As it happens, I also go back to 1965 in computing, but the only mice I can remember were those under the floor eating the cables. Can you offer any factual corroboration, references, ancient documents or such like? (This is getting to be a habit!)
I'd like to stick with my version
But if someone gives a better explanation then i could be swayed!
Didn't expect any response from this as i replied to a 2006 post, but its nice to see what you have all replied!
M.O.U.S.E. is a backronym. The acronyms constructed after the fact are very common, I think because people find them attractive, regardless of their validity. The device was called a mouse as early as the 60s, after its similarity to a small creature with a tail (the cable).
"Mice" is the more usual plural, but mouses is accepted on the basis of it being a "headless word", a word in some way divorced from its original semantic origin, and therefore looked at afresh when constructing a plural or other grammatical forms. Another example is "still life", a form of artwork, whose plural is "still lifes".
Coincidentally, I had a conversation with Hewlett Packard customer support yesterday regarding malfunctioning mice and I used the plural "mouses" without thinking. I was a bit surprised at hearing myself say this, but I must subconsciously feel that I should treat it as a "headless word".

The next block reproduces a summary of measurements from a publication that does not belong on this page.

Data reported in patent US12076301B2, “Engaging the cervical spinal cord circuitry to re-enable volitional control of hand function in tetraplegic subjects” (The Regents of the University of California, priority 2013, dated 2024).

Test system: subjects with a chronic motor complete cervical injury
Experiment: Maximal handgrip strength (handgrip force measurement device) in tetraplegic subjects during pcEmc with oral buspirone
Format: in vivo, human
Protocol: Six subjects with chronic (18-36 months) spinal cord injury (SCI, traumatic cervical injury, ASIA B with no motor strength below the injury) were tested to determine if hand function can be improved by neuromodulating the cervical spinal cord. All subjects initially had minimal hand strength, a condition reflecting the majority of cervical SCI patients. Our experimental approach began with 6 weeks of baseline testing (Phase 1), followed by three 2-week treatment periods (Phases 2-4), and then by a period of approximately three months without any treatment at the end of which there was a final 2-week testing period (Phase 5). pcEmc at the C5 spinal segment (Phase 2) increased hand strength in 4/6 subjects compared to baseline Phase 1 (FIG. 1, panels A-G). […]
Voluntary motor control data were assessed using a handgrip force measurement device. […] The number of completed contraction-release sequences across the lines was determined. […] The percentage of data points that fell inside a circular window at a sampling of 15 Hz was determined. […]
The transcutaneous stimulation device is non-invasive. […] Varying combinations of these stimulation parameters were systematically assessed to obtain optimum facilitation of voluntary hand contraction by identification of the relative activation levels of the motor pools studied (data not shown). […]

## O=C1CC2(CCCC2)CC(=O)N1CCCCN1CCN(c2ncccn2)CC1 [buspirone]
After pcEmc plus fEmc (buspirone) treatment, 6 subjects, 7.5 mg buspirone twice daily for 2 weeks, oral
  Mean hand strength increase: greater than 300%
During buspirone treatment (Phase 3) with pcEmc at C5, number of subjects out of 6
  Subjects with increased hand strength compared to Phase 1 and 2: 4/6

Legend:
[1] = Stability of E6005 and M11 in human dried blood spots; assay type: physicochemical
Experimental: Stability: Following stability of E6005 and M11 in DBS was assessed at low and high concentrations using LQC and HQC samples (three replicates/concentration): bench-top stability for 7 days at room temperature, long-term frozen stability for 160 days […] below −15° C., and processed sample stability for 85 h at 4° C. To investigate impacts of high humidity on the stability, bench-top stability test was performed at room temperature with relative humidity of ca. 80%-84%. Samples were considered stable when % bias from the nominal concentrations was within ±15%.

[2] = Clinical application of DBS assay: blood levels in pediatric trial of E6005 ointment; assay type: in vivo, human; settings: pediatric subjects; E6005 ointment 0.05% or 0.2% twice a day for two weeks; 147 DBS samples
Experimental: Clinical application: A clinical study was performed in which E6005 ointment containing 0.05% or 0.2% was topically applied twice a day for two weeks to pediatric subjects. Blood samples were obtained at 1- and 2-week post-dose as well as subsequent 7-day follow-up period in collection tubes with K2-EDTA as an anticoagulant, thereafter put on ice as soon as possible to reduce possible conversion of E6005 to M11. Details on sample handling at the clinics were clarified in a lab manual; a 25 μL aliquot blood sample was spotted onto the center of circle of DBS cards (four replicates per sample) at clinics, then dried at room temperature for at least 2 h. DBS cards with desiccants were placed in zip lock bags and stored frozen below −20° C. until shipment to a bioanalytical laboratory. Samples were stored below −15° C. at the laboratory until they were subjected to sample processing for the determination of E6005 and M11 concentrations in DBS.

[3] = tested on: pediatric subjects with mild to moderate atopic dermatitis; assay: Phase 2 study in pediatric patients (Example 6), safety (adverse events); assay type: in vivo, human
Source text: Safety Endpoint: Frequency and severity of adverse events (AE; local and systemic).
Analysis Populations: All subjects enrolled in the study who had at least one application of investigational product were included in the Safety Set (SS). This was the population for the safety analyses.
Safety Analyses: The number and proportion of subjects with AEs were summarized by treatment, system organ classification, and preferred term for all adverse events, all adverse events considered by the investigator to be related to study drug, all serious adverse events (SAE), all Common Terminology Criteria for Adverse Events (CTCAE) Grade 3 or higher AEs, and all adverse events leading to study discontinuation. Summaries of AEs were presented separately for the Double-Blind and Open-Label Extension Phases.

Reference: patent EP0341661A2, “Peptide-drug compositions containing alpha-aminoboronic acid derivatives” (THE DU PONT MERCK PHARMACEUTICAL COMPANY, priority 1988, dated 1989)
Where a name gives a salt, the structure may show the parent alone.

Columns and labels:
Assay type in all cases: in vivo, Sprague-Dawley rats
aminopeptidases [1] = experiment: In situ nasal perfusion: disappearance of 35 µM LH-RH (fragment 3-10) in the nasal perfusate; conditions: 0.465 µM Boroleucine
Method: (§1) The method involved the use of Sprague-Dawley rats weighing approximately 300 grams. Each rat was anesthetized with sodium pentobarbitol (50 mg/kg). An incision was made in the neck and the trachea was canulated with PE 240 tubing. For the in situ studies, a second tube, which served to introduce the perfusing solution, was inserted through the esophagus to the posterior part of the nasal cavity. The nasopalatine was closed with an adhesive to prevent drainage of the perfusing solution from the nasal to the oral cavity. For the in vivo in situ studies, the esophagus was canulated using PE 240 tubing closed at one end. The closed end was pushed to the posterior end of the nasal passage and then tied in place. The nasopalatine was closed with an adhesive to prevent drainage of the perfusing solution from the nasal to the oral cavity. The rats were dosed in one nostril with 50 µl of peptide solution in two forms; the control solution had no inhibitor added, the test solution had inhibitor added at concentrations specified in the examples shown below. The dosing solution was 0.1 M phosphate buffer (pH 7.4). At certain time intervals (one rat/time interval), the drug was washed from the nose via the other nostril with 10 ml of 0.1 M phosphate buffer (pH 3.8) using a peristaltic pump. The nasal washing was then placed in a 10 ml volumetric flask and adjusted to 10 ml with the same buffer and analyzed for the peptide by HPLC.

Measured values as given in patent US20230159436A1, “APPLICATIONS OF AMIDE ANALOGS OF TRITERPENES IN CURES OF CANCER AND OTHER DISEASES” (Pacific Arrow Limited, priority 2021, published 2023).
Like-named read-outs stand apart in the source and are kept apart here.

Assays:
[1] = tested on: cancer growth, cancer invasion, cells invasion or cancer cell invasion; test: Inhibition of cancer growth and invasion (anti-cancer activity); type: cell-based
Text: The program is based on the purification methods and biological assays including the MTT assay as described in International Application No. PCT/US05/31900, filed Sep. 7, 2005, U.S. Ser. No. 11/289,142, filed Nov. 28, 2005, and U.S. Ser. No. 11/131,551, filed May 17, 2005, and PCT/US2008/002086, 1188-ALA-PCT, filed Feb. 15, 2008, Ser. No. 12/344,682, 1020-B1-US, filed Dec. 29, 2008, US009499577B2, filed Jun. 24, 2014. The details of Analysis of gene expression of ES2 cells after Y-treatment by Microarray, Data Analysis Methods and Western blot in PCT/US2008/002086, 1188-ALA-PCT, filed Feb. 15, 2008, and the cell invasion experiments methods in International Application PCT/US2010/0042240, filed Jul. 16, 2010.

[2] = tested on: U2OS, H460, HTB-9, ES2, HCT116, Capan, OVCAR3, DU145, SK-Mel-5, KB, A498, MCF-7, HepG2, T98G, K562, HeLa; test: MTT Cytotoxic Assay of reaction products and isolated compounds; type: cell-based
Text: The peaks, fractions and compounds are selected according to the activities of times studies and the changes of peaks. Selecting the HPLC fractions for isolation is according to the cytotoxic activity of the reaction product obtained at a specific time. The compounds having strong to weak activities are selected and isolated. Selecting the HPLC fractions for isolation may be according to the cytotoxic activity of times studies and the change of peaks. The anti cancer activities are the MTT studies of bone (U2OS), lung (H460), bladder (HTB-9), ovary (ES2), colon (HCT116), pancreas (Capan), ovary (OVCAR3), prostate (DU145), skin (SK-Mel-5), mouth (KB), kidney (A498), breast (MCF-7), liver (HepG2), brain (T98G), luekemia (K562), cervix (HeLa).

A nice article on the topic:-
It was first written as "mouse" in Bill English's publication "Computer-Aided Display Control."
Checking one of my PC Assembly language book which was published in 1994, plural of mouse, which is pointing deice, was refered as "mice".
If I remember correctly, IBM OS/2 and Apple called them pointing devices till MS Windows 3.1 ( I believe even window 3.0 called it as pointing device ). It was developed in 1965 and wasn't called "mouse", I am very sure of it.
It is probably alright to use either mouses or mice - as we can pronounce either as eye-thu or eethe - that is there doesn't have to be a rule, both are acceptable. I hope this addresses your question.
Check out http://www.superkids.com/aweb/pages/features/mouse/mouse.html, an interview with the creator of the mouse.
Further to the Stephen Pinker quote, I believe that Walkman (the play-back gadget) is always Walkmans in the plural, rather than Walkmen.
Years ago, on my first day of ‘computer basics’ training, I, too, wondered about mouse and mice (for about 20 seconds) and decided that, if in doubt, I would do as Sylvester the Cat does (if indeed it is he) and splutteringly refer to the infernal things as ‘meeces’.